Iron (Fe) is essential for a wide
range of important and vital processes as a component of heme- and iron-sulfur
cluster (ISC)-containing proteins and as a cofactor for non-heme iron-dependent
enzymes. Various aspects of iron homeostasis, such as uptake, efflux and
storage, post-transcriptional regulation and intracellular trafficking are
described and captured in the diagram on the left. The essential pathways of iron
utilization – heme biosynthesis and Fe-S cluster biogenesis and assembly, are
only briefly presented in this diagram as these pathways have their own dedicated diagram
pages - an updated heme biosynthesis pathway is presented on the right.
|Very few life forms can survive in the absence of iron. Iron can be in its reduced, ferrous Fe(II)/Fe2+ form or in the oxidized, ferric Fe(III)/Fe3+ form. The redox cycling of iron underlies the chemistry of its biological functions. It also makes it potentially toxic, as it can lead to the production of reactive oxygen species (ROS). Iron deficiency or iron overload contributes to the development of numerous conditions and the proper maintenance of iron homeostasis is crucial for the well-being of cells, tissues and organs. Click here to explore this important and complex system.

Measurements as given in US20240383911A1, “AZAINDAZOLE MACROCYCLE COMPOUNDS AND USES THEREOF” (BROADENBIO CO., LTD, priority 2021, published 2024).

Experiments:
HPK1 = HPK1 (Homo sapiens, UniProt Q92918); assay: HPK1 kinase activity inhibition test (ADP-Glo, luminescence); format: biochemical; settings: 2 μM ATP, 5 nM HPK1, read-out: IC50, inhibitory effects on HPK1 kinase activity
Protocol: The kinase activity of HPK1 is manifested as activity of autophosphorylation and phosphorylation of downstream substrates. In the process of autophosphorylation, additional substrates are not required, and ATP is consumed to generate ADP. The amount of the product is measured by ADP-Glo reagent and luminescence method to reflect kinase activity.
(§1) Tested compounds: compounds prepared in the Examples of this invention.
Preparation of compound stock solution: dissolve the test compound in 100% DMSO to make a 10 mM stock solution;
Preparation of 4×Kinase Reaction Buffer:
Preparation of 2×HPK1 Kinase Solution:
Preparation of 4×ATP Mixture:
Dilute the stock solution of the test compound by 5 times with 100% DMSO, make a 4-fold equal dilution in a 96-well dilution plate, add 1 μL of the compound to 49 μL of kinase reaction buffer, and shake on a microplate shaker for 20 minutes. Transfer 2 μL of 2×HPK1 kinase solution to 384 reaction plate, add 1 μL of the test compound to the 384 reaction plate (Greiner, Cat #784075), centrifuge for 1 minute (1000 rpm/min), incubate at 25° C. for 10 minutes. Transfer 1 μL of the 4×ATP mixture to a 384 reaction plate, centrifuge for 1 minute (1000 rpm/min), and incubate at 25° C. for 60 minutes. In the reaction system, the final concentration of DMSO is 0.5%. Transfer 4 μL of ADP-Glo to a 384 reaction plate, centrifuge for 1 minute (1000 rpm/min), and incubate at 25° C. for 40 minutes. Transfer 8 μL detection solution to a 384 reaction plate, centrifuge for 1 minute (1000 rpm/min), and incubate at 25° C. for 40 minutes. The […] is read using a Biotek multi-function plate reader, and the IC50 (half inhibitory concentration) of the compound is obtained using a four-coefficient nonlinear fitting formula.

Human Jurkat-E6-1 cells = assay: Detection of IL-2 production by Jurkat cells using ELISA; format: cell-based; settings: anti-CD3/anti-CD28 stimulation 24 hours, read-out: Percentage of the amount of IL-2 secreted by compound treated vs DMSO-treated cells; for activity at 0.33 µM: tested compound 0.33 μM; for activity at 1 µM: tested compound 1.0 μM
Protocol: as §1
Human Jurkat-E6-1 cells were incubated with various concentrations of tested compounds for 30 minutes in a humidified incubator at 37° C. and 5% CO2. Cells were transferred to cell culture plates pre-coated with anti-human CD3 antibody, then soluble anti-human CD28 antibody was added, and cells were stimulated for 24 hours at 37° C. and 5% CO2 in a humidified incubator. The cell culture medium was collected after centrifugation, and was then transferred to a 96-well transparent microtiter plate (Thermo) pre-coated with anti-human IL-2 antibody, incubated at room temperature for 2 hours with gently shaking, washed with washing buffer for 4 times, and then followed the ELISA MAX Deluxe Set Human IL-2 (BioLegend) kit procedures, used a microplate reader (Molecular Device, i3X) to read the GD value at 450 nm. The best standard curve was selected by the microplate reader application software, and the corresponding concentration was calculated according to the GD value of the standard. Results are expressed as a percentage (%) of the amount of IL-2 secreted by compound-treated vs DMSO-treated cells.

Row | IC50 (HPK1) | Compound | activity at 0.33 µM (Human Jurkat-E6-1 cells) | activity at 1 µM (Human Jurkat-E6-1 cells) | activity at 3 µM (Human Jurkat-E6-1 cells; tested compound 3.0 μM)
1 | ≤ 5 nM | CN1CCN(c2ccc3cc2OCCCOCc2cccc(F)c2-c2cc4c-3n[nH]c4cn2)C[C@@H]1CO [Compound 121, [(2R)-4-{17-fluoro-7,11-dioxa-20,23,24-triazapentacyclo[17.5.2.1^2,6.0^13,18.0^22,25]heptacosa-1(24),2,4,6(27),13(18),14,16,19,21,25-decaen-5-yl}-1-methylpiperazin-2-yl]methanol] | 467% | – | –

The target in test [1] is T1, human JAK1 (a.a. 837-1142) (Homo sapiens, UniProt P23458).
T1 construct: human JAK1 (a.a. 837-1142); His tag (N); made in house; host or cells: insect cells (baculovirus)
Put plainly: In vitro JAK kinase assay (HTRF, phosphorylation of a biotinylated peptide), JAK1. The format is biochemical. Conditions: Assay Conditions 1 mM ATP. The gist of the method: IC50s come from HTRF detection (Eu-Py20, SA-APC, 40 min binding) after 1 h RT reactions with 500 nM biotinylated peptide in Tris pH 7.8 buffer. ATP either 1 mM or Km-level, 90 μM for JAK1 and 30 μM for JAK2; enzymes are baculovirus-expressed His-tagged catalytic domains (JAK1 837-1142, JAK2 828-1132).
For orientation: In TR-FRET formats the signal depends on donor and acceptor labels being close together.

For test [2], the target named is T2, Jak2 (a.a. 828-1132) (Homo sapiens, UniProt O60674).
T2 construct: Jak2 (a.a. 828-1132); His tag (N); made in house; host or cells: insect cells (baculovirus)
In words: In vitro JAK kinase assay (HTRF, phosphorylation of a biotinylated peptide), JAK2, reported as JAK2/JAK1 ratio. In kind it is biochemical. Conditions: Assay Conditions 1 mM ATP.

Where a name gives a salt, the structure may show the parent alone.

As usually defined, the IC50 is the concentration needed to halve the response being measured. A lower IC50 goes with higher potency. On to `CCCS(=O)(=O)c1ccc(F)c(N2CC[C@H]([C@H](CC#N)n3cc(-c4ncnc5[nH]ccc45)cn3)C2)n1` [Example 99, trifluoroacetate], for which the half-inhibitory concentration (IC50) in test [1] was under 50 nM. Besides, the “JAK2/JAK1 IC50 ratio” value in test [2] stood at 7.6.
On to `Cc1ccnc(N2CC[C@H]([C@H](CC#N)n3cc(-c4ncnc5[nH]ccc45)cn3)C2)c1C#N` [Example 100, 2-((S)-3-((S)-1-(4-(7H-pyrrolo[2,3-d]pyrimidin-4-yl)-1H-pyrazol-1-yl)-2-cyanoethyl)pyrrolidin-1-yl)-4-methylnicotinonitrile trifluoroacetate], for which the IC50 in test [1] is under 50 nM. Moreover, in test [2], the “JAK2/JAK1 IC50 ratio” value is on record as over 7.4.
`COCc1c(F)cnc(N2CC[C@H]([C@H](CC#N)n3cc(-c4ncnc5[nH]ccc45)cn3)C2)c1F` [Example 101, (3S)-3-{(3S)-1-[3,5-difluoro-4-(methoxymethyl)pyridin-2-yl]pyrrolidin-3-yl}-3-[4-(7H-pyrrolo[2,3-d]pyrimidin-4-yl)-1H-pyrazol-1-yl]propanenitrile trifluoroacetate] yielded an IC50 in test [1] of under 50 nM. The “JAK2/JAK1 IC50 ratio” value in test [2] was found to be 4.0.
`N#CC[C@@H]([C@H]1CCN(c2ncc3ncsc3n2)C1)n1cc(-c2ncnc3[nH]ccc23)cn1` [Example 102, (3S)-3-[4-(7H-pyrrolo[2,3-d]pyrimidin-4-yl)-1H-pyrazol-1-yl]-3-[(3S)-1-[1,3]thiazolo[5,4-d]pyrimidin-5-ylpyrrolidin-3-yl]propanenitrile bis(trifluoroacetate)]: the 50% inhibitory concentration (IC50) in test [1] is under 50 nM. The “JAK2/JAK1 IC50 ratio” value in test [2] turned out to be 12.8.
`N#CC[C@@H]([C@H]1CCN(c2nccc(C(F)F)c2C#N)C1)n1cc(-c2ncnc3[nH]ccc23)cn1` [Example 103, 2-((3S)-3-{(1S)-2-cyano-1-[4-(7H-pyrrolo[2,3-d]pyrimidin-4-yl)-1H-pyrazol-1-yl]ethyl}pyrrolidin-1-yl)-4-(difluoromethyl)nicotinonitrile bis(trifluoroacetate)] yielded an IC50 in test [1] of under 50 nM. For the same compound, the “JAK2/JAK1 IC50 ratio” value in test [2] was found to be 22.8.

||Heme serves as a prosthetic group for enzymes and proteins involved in a broad range of important cellular processes such as oxygen transport and storage, photosynthesis, redox, signaling and drug metabolism. The biosynthesis of heme is a conserved pathway that consists of single pyrrole synthesis, assembly of pyrroles into the tetrapyrrole ring, side chain modification and iron insertion into the ring. Click here to explore this important pathway of iron utilization.